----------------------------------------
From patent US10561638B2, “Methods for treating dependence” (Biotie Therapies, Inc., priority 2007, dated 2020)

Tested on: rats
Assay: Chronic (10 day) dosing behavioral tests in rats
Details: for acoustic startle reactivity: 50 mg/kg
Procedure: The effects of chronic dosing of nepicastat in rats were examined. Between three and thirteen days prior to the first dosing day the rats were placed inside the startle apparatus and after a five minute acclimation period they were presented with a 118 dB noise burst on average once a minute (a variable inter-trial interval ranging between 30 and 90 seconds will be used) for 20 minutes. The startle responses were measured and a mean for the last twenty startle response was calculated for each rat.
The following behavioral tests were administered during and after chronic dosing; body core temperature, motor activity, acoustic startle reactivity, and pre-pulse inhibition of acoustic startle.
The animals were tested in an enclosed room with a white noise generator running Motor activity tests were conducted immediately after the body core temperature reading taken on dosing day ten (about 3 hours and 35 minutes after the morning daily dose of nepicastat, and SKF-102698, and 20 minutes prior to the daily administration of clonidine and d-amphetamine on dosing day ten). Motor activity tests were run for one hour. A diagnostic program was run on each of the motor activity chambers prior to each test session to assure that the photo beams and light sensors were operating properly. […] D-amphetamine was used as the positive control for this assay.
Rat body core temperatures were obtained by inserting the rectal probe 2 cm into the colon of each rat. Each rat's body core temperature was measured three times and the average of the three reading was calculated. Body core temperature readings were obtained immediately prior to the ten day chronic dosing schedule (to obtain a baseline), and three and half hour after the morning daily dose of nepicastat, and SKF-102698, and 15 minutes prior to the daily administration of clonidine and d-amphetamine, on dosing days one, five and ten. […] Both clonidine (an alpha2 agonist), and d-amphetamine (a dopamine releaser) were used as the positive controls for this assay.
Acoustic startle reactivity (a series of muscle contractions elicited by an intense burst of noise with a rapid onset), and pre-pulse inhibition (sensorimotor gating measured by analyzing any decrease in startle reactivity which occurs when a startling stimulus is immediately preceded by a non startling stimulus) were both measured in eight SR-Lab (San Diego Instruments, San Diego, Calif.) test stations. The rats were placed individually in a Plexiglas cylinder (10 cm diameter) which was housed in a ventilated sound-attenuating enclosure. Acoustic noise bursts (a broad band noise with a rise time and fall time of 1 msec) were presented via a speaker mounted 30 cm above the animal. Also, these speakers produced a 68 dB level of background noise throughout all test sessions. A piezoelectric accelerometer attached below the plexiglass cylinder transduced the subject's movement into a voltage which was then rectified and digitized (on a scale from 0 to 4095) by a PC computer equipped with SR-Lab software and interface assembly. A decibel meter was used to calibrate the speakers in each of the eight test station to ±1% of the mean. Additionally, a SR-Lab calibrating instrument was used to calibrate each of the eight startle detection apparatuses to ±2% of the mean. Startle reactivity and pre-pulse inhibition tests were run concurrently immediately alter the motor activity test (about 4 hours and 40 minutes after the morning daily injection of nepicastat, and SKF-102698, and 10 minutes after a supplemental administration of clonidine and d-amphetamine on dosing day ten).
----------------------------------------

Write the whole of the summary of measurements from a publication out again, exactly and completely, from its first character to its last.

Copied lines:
From patent US10561638B2, “Methods for treating dependence” (Biotie Therapies, Inc., priority 2007, dated 2020)

Tested on: rats
Assay: Chronic (10 day) dosing behavioral tests in rats
Details: for acoustic startle reactivity: 50 mg/kg
Procedure: The effects of chronic dosing of nepicastat in rats were examined. Between three and thirteen days prior to the first dosing day the rats were placed inside the startle apparatus and after a five minute acclimation period they were presented with a 118 dB noise burst on average once a minute (a variable inter-trial interval ranging between 30 and 90 seconds will be used) for 20 minutes. The startle responses were measured and a mean for the last twenty startle response was calculated for each rat.
The following behavioral tests were administered during and after chronic dosing; body core temperature, motor activity, acoustic startle reactivity, and pre-pulse inhibition of acoustic startle.
The animals were tested in an enclosed room with a white noise generator running Motor activity tests were conducted immediately after the body core temperature reading taken on dosing day ten (about 3 hours and 35 minutes after the morning daily dose of nepicastat, and SKF-102698, and 20 minutes prior to the daily administration of clonidine and d-amphetamine on dosing day ten). Motor activity tests were run for one hour. A diagnostic program was run on each of the motor activity chambers prior to each test session to assure that the photo beams and light sensors were operating properly. […] D-amphetamine was used as the positive control for this assay.
Rat body core temperatures were obtained by inserting the rectal probe 2 cm into the colon of each rat. Each rat's body core temperature was measured three times and the average of the three reading was calculated. Body core temperature readings were obtained immediately prior to the ten day chronic dosing schedule (to obtain a baseline), and three and half hour after the morning daily dose of nepicastat, and SKF-102698, and 15 minutes prior to the daily administration of clonidine and d-amphetamine, on dosing days one, five and ten. […] Both clonidine (an alpha2 agonist), and d-amphetamine (a dopamine releaser) were used as the positive controls for this assay.
Acoustic startle reactivity (a series of muscle contractions elicited by an intense burst of noise with a rapid onset), and pre-pulse inhibition (sensorimotor gating measured by analyzing any decrease in startle reactivity which occurs when a startling stimulus is immediately preceded by a non startling stimulus) were both measured in eight SR-Lab (San Diego Instruments, San Diego, Calif.) test stations. The rats were placed individually in a Plexiglas cylinder (10 cm diameter) which was housed in a ventilated sound-attenuating enclosure. Acoustic noise bursts (a broad band noise with a rise time and fall time of 1 msec) were presented via a speaker mounted 30 cm above the animal. Also, these speakers produced a 68 dB level of background noise throughout all test sessions. A piezoelectric accelerometer attached below the plexiglass cylinder transduced the subject's movement into a voltage which was then rectified and digitized (on a scale from 0 to 4095) by a PC computer equipped with SR-Lab software and interface assembly. A decibel meter was used to calibrate the speakers in each of the eight test station to ±1% of the mean. Additionally, a SR-Lab calibrating instrument was used to calibrate each of the eight startle detection apparatuses to ±2% of the mean. Startle reactivity and pre-pulse inhibition tests were run concurrently immediately alter the motor activity test (about 4 hours and 40 minutes after the morning daily injection of nepicastat, and SKF-102698, and 10 minutes after a supplemental administration of clonidine and d-amphetamine on dosing day ten).